that's not necessarily true. Many of my high school buddies worked under minimum wage (for their family biz). I think there are lots of young kids fresh out of high school or college willing to work very low wage jobs to learn new skill. It just doesn't make any sense for employers to risk hiring someone so unskilled & inexperienced, especially given the minimum wage and labor laws, etc.
  • apple ][apple ][ Posts: 7,893member
    The workers are getting paid just fine, especially with the recent wage increases by Foxconn.



    It is partly simple supply & demand, and it seems like there's plenty of people who are looking to get jobs at Foxconn and other places like it. The job is not a very skilled one and I'd say that their wages are in line with the type of job that they are performing combined with the country that they are in. It's a manufacturing job, Foxconn is not looking to hire rocket scientists.



    It would be wrong to pay them too much, as it would upset the wage balance that people in other professions in China make. Somebody making $1.78 an hour for a manufacturing job in China is obviously not the same as somebody making $1.78 if they happened to be in the US. The relative purchasing power of somebody in China making $1.78 represents a much larger dollar figure if we are to compare that to the US purchasing power of somebody making $1.78 an hour.



    So, in conclusion, everything is just fine and dandy over there in China.



    Any ignorant person whining about any Chinese Foxconn workers who actually have jobs and are making the equivalent of $1.78 in their own country's currency should think about the many millions of more people in their own country (the USA of course) who aren't even making $ 0.01 an hour.



    I still think that anybody who signed that petition should be banned for life from ever owning any Apple products again, as they were engaged in an ignorant, slanderous and lying, malicious campaign against Apple. Maybe Apple should sue those fools for defamation and not just Proview.
  • ninadpchaudharininadpchaudhari Posts: 16member
    And some dumb people claim that Apple products are costly for no reason...
  • entificationentification Posts: 23member
    There are a lot of people here who are making calculations to demonstrate that their salary is equivalent to minimum wage workers in the U.S. based on the cost of living in China. People are doing things like equating a $10 US meal to a 70 cent meal in China, or how workers are only spending 10% of their income on their housing compared to an expectation 0f 25% or more in the U.S.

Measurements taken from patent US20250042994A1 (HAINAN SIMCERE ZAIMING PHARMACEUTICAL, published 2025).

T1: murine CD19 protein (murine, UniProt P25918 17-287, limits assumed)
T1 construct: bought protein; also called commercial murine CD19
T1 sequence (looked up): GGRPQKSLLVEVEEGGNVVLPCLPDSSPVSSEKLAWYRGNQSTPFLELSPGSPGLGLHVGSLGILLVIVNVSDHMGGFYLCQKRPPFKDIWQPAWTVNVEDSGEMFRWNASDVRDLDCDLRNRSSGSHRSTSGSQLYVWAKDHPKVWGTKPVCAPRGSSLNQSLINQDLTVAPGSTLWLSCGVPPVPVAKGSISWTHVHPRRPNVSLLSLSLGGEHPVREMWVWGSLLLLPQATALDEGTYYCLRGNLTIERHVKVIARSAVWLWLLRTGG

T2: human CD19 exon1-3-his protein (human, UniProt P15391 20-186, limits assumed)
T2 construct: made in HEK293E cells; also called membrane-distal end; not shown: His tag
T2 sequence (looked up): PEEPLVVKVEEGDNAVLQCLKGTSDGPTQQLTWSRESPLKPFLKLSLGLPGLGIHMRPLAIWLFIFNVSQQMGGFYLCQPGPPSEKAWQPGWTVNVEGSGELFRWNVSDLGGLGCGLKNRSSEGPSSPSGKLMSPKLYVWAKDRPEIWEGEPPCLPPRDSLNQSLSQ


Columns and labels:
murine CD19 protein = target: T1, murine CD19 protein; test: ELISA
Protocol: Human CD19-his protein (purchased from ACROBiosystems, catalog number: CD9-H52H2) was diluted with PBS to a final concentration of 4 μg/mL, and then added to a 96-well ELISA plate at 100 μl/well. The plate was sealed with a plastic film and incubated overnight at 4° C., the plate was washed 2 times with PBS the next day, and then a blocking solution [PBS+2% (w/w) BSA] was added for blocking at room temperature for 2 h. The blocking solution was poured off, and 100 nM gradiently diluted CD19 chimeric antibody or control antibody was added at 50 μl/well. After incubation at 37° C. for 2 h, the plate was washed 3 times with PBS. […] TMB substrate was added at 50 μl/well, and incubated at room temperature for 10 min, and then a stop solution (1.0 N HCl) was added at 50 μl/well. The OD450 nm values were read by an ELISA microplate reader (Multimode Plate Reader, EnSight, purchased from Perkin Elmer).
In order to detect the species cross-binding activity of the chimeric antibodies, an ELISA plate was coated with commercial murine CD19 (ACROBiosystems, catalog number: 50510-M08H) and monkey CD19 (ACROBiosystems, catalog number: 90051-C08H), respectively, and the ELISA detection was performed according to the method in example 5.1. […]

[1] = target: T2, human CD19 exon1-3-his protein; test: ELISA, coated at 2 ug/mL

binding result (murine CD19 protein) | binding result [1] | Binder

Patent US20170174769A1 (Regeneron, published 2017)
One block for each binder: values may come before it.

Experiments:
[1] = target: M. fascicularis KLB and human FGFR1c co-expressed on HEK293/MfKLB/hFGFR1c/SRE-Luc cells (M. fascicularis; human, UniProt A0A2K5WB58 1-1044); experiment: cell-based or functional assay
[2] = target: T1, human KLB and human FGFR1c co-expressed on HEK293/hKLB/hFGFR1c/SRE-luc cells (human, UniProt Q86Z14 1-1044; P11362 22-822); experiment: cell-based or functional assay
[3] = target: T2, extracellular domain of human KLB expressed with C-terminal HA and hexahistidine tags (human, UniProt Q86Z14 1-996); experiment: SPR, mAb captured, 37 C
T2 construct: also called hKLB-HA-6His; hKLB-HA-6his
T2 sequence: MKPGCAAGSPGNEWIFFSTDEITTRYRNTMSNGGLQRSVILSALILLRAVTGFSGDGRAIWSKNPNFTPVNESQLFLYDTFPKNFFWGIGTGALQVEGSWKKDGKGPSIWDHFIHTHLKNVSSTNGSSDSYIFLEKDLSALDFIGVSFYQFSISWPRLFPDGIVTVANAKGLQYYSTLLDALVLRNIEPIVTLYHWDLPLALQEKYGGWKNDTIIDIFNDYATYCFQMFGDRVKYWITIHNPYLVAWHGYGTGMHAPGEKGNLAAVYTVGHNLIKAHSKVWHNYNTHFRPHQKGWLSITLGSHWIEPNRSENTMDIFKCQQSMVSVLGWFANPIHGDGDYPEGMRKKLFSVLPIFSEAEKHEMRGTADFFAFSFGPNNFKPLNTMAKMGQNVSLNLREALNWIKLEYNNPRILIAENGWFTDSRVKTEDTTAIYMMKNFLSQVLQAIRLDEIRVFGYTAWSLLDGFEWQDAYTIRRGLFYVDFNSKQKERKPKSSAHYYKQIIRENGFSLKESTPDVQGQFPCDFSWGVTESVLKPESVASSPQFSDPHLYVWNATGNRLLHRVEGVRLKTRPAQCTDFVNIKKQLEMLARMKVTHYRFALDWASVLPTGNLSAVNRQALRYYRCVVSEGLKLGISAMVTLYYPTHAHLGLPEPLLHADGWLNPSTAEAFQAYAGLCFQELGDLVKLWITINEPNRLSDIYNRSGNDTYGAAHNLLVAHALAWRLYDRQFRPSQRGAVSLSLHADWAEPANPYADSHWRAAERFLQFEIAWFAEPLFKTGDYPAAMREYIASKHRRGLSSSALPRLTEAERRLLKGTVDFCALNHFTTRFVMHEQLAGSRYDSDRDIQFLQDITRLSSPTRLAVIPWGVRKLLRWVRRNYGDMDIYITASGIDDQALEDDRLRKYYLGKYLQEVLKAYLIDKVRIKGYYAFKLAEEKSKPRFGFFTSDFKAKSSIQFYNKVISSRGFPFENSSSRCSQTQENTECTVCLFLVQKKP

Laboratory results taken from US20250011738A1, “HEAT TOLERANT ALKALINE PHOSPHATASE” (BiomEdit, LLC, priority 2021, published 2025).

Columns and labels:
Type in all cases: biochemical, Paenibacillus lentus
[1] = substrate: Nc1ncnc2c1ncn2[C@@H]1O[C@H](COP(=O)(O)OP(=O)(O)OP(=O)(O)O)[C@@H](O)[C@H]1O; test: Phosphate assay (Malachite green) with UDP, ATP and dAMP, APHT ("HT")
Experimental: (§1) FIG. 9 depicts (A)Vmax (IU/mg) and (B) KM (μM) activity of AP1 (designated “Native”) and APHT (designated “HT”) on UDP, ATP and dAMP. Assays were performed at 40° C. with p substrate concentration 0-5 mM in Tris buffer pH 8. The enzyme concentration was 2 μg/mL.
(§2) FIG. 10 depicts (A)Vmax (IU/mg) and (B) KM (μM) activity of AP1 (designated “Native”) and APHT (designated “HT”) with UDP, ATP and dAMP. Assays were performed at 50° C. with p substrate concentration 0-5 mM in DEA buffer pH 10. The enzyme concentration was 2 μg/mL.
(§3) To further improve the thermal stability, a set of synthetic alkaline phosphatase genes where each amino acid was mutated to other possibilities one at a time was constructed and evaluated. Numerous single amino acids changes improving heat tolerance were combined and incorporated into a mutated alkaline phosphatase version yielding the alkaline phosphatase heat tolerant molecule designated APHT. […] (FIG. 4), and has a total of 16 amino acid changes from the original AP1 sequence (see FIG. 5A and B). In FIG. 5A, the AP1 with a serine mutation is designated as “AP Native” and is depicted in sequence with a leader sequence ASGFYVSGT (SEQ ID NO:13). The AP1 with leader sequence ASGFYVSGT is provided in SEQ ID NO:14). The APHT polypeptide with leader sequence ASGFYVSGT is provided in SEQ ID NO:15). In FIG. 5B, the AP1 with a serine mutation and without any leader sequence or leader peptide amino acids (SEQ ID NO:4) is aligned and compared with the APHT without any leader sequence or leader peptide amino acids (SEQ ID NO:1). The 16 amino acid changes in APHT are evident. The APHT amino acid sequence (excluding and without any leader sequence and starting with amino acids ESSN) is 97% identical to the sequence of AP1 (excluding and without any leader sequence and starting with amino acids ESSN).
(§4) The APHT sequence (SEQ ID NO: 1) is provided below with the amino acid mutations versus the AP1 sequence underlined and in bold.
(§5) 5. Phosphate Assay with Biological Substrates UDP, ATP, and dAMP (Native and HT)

I'm assuming that most of the people who are forming these kinds of calculations have never lived in a developing country, or perhaps if you did, you were still getting a U.S. based salary.



    A 70 cent meal in China does not have the nutritional or quality/quantity equivalent of the US $10 meal. A 70 cent meal in China would be equivalent to paying $10 in the U.S. for a meal consisting of ramen noodles and a few cooked vegetables.



    Sure, these workers get to pay a "low" 10% on housing compared to you and I paying 25% or more for our housing-- I don't know about you, though, but I don't live with 5 to 7 other people in a single room, sharing bathrooms and other communal areas. For my 25% I'm living in a 3 bedroom house with 2 and a half bathrooms and the entire place is only shared with one other person.



    It is not a fair comparison to use only bare minimum basics in determining the equivalency to the cost of living between two countries. Okay, so some will offer that these workers pay 70 cents for their meal, compared with $10 in the U.S. Do you think that televisions, computers, iPads, etc. in China cost 7% of what they retail for in the U.S.?? How about cars, or even bicycles/motorbikes?



    There's a reason why you and I aren't anxious to pack our bags and move to China and enjoy 70 cent meals and 10% housing... 1) the QUALITY is not the same, and 2) everything besides the basic minimums costs the same or more than it does in the U.S., therefore a degraded salary can't pay for those sorts of things you and I enjoy.



    (I live in a small country in Southern Africa... a "developing" nation. A Windows laptop here with the equivalent of last year's specs costs about twice as much as a NEW 2012 model laptop in the U.S. Same goes for TVs and other electronics. Cars? Try $25,000 to $30,000 for a Ford Focus or similar. The average factory worker here earns the equivalent of $150-$200 a month [coincidentally they tend to be Chinese operated garment factories]). The average minimum wage worker here can't afford a car. The average minimum wage worker in the U.S. can.